Universal // 1995 // 90 Minutes // Rated PG-13
Reviewed by Judge Sean Fitzgibbons (Retired) // March 16th, 2000
To inherit his family's fortune, Billy is going back to school...way back
Opening Statement Adam Sandler's first film is, for all intents and purposes, an experiment in stupidity. Like throwing spaghetti up against a wall, some of it sticks while most of it falls right off. Billy Madison is certainly proof of how far Adam Sandler has matured in his career thus far, but then again, that's not saying much. Universal delivers Billy Madison up as standard movie-only fare on DVD.
Don't get me wrong, I like Adam Sandler. When I first saw Billy Madison I was constantly on the floor laughing...but that was five years ago. Throughout the film, Sandler cracks some good jokes, which pretty much can keep the audience laughing right up until the end of the movie, but in retrospect, these jokes don't play as well the second time around.
Billy Madison starts off with spoiled big-little rich kid Billy (Sandler) wasting his life away in his father's pool. After a brief penguin chase (no, I'm not lying) and stupidity at the dinner table, Billy's father decides that he cannot possibly leave his multi-million dollar hotel company to his moron son. When Billy objects to his father's decision, Mr. Madison discloses that Billy couldn't even get through school without the help of bribes. Subsequently, Billy makes a bet with his father that if he can return to school and complete grades 1-12 in two weeks (each) then he will inherit the company. Naturally, Mr. Madison agrees and Billy heads back to school.
During his journey through elementary school Billy falls in love with his third grade teacher, Ms. Vaughn (Bridgette Wilson), who at first is repulsed by Billy's return to school but later admires Billy's loyalty to his newfound school kid friends. As Billy races up the education ladder, corporate weasel Eric (Bradley Whitford) schemes to prevent Billy from graduating in order to obtain ownership of the Madison company. But, with a little help from his friends (including Chris Farley and Steve Buscemi) we all know that Billy can achieve his goal.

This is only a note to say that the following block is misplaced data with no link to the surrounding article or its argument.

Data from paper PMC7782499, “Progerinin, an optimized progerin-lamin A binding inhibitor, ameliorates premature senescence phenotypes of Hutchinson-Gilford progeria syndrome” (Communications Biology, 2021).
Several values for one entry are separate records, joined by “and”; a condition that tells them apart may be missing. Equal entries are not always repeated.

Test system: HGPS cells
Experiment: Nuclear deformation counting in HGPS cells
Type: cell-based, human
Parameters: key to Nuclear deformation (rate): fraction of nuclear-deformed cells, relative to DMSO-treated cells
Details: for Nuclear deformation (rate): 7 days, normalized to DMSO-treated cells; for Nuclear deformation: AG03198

Universal sends us Billy Madison on DVD in a standard, non-collector's edition, disc Granted, Universal was the company who brought us the Collector's Edition of Mallrats, at least that disc focused on those involved with the film describing how bad it was. I just don't think we want to go too far in analyzing Billy Madison as a film...
O.K., so where was I? The movie is presented in its original 1.85:1 anamorphic widescreen aspect ratio. The video quality on the disc is top-notch with no sign of grain or compression artifacts. In the audio department, Billy Madison delivers with a decent 5.1 surround mix. This film is no Armageddon, so there's really not much to test out your thousand dollar surround sound system. However, the dialogue placement is accurate, background music sounds good, and the very few surround effects placed here and there work on a subtle level -- as they should. Extra content is limited to a theatrical trailer, production notes, and a few cast & crew bios.
If you're not an Adam Sandler fan, don't waste your time with Billy Madison. You won't like it. As a matter of fact, you'll probably hate it. You either find Adam Sandler funny or you don't, but there is no neutrality to the man. Also note that more recent big-screen offerings (like Big Daddy) present a more mature and toned down Adam Sandler (believe it or not). I enjoy Billy Madison, but the film is starting to grow tired on me (especially the first half hour of it). Out of all Sandler films, I must say I prefer Happy Gilmore as Sandler's greatest "achievement."
An audio commentary on this disc from Adam Sandler would have been enjoyable, but no such luck. Otherwise, I don't think there is too much more I would want to know about Billy Madison.
Universal has done a good job presenting Adam Sandler in his grand stupidity with the DVD release of Billy Madison. Fans will want to own this disc as the stellar transfer will most likely hold up for many years to come.
Universal and Adam Sandler acquitted on all counts.
Review content copyright © 2000 Sean Fitzgibbons; Site layout and review format copyright © 1998 - 2015 HipClick Designs LLC
Scales of Justice
* 1.85:1 Anamorphic
* Dolby Digital 5.1 Surround (English)
* Dolby Digital 2.0 Surround (French)
* Dolby Digital 2.0 Surround (Spanish)
Running Time: 90 Minutes
Release Year: 1995
MPAA Rating: Rated PG-13
* Theatrical Trailer
* Production Notes
* Cast and Crew Biographies
* Web Links
* Adam Sandler Official Site